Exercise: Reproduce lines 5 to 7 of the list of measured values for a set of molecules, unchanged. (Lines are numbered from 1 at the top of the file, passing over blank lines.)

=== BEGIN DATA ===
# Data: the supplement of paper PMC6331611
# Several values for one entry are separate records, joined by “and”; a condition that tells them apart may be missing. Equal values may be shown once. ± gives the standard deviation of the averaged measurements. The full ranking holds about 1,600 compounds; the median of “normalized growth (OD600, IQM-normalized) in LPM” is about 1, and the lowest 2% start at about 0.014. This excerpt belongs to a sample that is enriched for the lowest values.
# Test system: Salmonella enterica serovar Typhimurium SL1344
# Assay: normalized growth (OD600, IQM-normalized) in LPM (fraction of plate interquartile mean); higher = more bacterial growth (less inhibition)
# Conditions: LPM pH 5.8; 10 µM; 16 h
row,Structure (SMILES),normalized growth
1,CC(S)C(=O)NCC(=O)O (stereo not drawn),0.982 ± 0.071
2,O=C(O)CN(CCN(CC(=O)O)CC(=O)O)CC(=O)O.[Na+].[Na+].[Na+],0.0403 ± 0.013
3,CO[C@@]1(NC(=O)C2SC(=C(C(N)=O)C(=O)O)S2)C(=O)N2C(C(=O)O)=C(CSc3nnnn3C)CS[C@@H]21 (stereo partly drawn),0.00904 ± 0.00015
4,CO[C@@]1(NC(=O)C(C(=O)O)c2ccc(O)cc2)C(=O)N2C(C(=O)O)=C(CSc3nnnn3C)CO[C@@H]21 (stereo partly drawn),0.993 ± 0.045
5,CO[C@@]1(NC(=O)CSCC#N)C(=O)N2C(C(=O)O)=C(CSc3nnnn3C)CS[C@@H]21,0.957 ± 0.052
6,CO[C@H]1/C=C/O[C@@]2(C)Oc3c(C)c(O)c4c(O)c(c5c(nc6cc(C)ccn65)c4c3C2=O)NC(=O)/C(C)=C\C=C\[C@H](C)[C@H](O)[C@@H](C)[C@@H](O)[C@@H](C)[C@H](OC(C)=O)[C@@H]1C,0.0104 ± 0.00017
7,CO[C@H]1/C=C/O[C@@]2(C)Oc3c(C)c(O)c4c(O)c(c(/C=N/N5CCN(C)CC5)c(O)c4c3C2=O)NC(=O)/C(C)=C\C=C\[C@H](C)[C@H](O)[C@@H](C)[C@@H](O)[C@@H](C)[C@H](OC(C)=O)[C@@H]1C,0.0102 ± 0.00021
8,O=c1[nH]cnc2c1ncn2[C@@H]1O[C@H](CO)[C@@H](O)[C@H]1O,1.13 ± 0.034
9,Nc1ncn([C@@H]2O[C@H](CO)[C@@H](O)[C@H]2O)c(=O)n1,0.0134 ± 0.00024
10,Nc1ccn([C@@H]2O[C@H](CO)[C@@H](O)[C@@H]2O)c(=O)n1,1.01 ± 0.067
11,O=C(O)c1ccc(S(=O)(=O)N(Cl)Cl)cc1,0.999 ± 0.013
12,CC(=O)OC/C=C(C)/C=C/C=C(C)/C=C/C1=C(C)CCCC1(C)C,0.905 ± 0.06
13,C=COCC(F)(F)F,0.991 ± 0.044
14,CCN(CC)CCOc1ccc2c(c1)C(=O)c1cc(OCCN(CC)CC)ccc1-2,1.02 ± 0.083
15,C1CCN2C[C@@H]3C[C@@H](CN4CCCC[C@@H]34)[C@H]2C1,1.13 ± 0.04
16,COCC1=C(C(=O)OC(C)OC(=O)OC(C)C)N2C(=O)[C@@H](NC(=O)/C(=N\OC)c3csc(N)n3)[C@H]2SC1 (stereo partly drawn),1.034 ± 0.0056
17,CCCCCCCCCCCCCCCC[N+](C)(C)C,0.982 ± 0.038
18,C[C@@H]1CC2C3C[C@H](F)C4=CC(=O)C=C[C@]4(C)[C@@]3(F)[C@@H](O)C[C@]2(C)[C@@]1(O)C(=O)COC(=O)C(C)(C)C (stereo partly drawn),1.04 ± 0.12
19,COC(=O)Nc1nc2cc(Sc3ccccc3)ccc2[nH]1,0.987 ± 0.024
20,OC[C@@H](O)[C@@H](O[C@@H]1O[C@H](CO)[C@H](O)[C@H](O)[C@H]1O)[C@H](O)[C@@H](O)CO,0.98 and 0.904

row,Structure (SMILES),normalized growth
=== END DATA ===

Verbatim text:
# Conditions: LPM pH 5.8; 10 µM; 16 h
row,Structure (SMILES),normalized growth
1,CC(S)C(=O)NCC(=O)O (stereo not drawn),0.982 ± 0.071